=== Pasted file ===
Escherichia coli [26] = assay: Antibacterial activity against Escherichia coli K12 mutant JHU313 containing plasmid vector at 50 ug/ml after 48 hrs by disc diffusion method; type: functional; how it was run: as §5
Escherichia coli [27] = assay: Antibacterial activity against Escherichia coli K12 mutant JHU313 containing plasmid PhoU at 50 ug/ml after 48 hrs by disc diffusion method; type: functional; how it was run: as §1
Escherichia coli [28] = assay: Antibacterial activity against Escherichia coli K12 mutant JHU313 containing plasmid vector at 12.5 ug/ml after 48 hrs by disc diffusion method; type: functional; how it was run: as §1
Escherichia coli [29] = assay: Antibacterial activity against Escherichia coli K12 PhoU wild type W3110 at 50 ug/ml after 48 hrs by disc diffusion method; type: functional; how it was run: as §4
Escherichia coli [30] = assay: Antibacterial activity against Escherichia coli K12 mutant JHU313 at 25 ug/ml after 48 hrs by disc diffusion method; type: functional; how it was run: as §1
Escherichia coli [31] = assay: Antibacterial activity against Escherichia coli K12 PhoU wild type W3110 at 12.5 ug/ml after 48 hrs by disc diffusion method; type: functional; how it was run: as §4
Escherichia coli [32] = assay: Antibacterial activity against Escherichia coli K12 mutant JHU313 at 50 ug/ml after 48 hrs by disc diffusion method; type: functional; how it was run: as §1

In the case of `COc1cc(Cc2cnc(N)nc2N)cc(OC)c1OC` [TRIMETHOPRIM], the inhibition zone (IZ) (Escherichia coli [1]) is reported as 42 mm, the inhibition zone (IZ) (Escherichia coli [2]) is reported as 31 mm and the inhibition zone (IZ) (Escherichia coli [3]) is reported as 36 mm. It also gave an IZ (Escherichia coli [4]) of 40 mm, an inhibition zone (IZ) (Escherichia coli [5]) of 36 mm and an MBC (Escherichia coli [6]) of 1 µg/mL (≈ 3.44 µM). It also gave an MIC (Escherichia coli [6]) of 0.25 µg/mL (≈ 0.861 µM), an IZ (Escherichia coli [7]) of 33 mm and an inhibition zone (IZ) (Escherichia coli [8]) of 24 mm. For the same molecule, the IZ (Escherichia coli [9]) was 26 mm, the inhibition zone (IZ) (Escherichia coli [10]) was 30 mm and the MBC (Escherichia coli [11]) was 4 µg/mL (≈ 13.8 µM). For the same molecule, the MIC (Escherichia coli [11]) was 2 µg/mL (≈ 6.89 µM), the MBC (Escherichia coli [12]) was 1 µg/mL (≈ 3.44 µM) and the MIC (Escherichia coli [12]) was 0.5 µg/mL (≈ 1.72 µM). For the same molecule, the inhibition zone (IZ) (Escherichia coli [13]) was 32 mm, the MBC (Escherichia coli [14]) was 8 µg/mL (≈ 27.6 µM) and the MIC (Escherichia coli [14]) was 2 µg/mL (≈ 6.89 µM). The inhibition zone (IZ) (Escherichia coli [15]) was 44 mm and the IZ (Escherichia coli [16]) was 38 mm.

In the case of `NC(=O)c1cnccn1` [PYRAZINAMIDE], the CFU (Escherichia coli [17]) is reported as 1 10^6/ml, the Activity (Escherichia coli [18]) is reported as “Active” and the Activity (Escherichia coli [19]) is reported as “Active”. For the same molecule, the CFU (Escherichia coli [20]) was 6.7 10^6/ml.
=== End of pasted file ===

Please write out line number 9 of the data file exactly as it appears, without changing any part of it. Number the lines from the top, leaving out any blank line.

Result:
In the case of `NC(=O)c1cnccn1` [PYRAZINAMIDE], the CFU (Escherichia coli [17]) is reported as 1 10^6/ml, the Activity (Escherichia coli [18]) is reported as “Active” and the Activity (Escherichia coli [19]) is reported as “Active”. For the same molecule, the CFU (Escherichia coli [20]) was 6.7 10^6/ml.